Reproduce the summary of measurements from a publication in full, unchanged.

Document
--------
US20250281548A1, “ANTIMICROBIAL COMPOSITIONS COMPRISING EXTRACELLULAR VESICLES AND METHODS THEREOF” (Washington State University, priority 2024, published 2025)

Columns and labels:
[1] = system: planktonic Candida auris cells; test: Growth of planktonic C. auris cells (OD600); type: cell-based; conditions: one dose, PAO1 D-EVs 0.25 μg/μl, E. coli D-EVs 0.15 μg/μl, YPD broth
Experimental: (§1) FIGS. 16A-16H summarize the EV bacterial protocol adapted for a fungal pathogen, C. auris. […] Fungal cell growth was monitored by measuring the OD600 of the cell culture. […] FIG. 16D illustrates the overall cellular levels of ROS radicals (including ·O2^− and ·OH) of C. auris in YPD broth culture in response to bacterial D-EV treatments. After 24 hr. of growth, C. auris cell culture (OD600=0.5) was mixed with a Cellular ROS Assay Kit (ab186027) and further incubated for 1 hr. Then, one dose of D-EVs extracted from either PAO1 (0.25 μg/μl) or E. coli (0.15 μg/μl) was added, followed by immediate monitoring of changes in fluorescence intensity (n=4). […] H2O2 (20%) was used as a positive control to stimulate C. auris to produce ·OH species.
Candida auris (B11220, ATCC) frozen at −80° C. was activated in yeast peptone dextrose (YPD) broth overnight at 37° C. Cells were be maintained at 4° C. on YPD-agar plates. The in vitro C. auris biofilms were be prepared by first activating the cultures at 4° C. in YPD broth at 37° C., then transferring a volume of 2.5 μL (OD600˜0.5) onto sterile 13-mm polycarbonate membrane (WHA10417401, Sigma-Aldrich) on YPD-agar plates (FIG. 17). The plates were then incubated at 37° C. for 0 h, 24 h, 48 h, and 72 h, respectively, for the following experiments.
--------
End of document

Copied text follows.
US20250281548A1, “ANTIMICROBIAL COMPOSITIONS COMPRISING EXTRACELLULAR VESICLES AND METHODS THEREOF” (Washington State University, priority 2024, published 2025)

Columns and labels:
[1] = system: planktonic Candida auris cells; test: Growth of planktonic C. auris cells (OD600); type: cell-based; conditions: one dose, PAO1 D-EVs 0.25 μg/μl, E. coli D-EVs 0.15 μg/μl, YPD broth
Experimental: (§1) FIGS. 16A-16H summarize the EV bacterial protocol adapted for a fungal pathogen, C. auris. […] Fungal cell growth was monitored by measuring the OD600 of the cell culture. […] FIG. 16D illustrates the overall cellular levels of ROS radicals (including ·O2^− and ·OH) of C. auris in YPD broth culture in response to bacterial D-EV treatments. After 24 hr. of growth, C. auris cell culture (OD600=0.5) was mixed with a Cellular ROS Assay Kit (ab186027) and further incubated for 1 hr. Then, one dose of D-EVs extracted from either PAO1 (0.25 μg/μl) or E. coli (0.15 μg/μl) was added, followed by immediate monitoring of changes in fluorescence intensity (n=4). […] H2O2 (20%) was used as a positive control to stimulate C. auris to produce ·OH species.
Candida auris (B11220, ATCC) frozen at −80° C. was activated in yeast peptone dextrose (YPD) broth overnight at 37° C. Cells were be maintained at 4° C. on YPD-agar plates. The in vitro C. auris biofilms were be prepared by first activating the cultures at 4° C. in YPD broth at 37° C., then transferring a volume of 2.5 μL (OD600˜0.5) onto sterile 13-mm polycarbonate membrane (WHA10417401, Sigma-Aldrich) on YPD-agar plates (FIG. 17). The plates were then incubated at 37° C. for 0 h, 24 h, 48 h, and 72 h, respectively, for the following experiments.